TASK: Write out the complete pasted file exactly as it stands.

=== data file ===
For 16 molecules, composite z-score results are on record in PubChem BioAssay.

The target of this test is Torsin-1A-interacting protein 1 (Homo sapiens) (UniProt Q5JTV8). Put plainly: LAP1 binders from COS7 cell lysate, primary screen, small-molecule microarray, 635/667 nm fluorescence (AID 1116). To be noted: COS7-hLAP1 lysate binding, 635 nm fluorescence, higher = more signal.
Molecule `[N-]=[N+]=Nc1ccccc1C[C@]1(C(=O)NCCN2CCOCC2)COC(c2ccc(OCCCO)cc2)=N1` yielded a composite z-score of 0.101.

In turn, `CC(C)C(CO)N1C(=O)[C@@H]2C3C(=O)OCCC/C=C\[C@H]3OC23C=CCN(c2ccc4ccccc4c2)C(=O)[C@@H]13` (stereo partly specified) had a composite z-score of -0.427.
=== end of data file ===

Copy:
For 16 molecules, composite z-score results are on record in PubChem BioAssay.

The target of this test is Torsin-1A-interacting protein 1 (Homo sapiens) (UniProt Q5JTV8). Put plainly: LAP1 binders from COS7 cell lysate, primary screen, small-molecule microarray, 635/667 nm fluorescence (AID 1116). To be noted: COS7-hLAP1 lysate binding, 635 nm fluorescence, higher = more signal.
Molecule `[N-]=[N+]=Nc1ccccc1C[C@]1(C(=O)NCCN2CCOCC2)COC(c2ccc(OCCCO)cc2)=N1` yielded a composite z-score of 0.101.

In turn, `CC(C)C(CO)N1C(=O)[C@@H]2C3C(=O)OCCC/C=C\[C@H]3OC23C=CCN(c2ccc4ccccc4c2)C(=O)[C@@H]13` (stereo partly specified) had a composite z-score of -0.427.